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November 10, 2005


Nur al-Cubicle

Syrian filmmaker Mustafa Al Akkad was wounded by the blast at the Radisson SAS in Amman. Tragically, he lost his daughter, Rima, in the explosion which struck the Philadelphia ballroom during the wedding reception for Ashraf Mohamed Al-Akhras and bride Nadia Al-Alami. They were both wounded and lost both sets of parents.

One wonders why King Abdallah is at war both the Muslim Brotherhood while playing a prominent and vocal role in the "War on Terror." (The MB even extended an olive branch, saying that they'd keep the radicals out of the mosques and keep an eye on them). At the same time, the King is hell-bent on making fast-paced neo-liberal reforms, normalizing relations with Israel and is willing to be tapped as US Ambassador extraordinaire. That is one big plate for a young monarch sitting on what I suspect is a tinderbox. He must play his cards carefully with Jordanian conservatives and MB to preserve his flank, no?

Western Iraq is in flames, Lebanon is roiled and moreover being provoked into hastily cracking down on Hezbollah and the Palestinian camps, Rumsfeld threatening Syria with military action, Pentagon teams in Lebanon seeking military cooperation--whew, and Jordan caught in the middle of it all!


Lebanon is being provoked or rather bullied by Syria and its palestinian proxies as well as Hizbullah, not by the US as you imply, Mr Al-cubicle. Just listen to Assad's latest speech, where he lambasted Lebanon and called Sanioura a slave. I quote: "Lebanon has become a passageway, a factory and a financier of these conspiracies", and He slammed Siniora as a "slave of his masters" and "The truth is those people, or most of them, are blood merchants. They created a market out of Hariri's blood and this market makes money and creates positions. Everything has a price, every position has a price and every television hour has a price." Those people are the current lebanese political leadership. So when the shit hits the fan in Syria and Lebanon, please do not blame the US, France or the Lebanese, put the blame where it belongs at the feet of this mafioso regime in Damascus, a regime that is going to drag the poor syrian populace down with it.Of course happenings in Lebanon don't rate on Abu Aardvack's blog unless they are lebanese pop stars! To borrow a quote from Daniel Webster " it is a small country but there are those who love it"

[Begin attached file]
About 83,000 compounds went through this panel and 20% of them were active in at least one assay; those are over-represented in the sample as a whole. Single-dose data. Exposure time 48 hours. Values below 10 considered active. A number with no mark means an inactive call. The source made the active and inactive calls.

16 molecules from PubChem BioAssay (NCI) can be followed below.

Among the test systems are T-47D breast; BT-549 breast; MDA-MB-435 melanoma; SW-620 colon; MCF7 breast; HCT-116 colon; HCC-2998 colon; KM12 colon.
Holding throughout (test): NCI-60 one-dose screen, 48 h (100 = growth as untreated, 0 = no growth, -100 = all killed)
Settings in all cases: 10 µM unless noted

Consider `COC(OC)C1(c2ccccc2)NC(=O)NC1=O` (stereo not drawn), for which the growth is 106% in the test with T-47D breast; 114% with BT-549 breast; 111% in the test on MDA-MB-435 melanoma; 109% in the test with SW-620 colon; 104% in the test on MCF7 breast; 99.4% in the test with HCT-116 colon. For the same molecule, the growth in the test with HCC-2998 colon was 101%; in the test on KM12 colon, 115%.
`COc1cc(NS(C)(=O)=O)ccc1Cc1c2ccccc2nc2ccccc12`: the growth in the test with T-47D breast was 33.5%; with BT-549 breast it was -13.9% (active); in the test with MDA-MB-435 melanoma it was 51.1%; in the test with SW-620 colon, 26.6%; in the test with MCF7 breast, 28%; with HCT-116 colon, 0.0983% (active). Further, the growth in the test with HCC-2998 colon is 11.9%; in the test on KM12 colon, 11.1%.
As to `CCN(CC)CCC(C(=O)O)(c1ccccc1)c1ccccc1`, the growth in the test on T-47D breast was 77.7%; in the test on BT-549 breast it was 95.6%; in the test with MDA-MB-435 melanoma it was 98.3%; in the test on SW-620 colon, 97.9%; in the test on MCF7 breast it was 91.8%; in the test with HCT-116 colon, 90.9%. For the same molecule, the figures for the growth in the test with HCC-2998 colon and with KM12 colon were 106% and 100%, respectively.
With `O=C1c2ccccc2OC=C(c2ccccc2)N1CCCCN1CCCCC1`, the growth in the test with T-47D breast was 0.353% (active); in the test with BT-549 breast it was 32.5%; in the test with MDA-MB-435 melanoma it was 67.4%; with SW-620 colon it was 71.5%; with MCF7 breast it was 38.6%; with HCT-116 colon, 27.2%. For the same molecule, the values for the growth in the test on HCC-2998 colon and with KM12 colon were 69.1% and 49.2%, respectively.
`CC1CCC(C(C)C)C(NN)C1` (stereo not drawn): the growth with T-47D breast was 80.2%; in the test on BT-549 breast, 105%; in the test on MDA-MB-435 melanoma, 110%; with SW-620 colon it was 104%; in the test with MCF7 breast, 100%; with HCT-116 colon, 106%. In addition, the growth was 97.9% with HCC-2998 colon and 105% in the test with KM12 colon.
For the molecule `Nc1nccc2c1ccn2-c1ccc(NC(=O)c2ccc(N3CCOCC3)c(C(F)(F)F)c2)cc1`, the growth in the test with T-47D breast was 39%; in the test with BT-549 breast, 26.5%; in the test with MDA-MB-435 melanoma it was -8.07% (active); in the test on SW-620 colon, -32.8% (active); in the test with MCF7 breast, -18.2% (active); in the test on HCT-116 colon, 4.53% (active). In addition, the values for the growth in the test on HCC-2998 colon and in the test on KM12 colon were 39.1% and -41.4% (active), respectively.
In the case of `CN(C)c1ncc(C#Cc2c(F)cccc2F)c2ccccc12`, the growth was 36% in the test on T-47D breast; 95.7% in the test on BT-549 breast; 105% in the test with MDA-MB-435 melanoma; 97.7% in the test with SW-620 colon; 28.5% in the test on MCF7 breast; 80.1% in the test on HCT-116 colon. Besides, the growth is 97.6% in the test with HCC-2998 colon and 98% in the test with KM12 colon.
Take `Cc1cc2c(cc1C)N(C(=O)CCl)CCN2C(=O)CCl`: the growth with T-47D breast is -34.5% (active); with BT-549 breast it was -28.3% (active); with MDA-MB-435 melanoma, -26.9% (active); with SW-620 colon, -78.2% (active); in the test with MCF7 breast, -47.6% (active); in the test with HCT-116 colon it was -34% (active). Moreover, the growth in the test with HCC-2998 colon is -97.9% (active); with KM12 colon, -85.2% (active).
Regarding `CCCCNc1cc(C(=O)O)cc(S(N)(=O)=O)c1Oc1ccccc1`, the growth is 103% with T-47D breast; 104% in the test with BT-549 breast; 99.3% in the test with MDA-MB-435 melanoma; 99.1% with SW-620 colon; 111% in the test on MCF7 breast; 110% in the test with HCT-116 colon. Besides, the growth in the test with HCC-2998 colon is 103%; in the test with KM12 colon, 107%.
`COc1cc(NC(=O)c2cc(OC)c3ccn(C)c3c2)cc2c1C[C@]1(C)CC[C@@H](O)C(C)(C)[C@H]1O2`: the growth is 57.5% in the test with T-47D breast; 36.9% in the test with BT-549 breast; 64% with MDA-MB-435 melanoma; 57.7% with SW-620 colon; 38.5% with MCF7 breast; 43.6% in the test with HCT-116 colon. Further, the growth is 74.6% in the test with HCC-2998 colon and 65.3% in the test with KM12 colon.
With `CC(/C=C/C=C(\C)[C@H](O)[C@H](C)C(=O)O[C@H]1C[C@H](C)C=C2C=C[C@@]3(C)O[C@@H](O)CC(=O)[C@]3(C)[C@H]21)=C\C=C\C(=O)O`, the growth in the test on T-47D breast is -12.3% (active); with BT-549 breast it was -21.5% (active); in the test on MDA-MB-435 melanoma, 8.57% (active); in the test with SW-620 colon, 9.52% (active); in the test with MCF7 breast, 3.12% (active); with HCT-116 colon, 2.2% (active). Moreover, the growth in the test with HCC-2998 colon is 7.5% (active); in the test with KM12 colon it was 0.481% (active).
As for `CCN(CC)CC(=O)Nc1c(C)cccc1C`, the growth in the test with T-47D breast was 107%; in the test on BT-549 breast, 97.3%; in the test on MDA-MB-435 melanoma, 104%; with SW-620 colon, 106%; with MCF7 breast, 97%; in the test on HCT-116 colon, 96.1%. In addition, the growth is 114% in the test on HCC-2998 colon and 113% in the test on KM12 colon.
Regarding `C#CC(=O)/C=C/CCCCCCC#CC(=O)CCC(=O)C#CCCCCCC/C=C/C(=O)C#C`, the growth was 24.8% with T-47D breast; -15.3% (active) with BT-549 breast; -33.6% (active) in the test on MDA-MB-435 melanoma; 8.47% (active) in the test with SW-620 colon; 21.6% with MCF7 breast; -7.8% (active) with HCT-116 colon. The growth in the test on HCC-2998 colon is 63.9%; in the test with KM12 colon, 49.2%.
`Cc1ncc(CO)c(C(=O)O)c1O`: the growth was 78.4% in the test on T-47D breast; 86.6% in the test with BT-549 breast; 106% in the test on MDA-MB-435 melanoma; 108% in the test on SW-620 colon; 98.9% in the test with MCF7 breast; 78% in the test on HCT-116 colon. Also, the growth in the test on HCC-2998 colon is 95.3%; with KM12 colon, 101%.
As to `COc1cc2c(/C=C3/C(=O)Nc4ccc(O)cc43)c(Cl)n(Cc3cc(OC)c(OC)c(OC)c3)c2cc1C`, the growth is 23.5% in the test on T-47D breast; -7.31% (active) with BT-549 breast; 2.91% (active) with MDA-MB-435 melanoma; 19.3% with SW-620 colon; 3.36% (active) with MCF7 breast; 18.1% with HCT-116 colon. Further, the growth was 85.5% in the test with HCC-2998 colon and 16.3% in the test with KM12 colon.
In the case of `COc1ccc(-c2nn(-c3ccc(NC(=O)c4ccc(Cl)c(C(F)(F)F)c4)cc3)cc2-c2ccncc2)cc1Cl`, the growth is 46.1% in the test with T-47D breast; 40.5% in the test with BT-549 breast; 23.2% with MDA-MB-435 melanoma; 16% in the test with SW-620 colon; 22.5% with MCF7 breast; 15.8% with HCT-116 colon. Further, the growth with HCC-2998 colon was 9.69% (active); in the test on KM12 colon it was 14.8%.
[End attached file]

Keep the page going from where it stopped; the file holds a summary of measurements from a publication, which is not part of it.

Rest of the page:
The reforms are not "neo Liberal" - they are liberal economics plain and simple, although rather watered down by Jordanian penchant for statism and dirigism.


To presume that what happened could have been avoided by appeasement is certainly the beginning of a slippery slope. I am reading and hearing a lot on this line. Frankly, it is driving me nuts. Certainly, in the short term they might not bother with us, but if the (God forbid) succeed in Iraq, don't expect that they will limit their ambitions there. Allowing further deterioration in Iraq is a very bad idea, and quite short sighted. Like it or not, we are stuck with dealing with Bush's disaster in Iraq in a way that will minimize the damage.

Robert Stevens

Marc, what are the chances that Zarqawi timed the attacks to fall on the first anniversary of the "Amman Message?"

See here.

the aardvark

Robert - Interesting catch, I hadn't noticed that, or heard anyone else (in Arabic sites either) talking about it.

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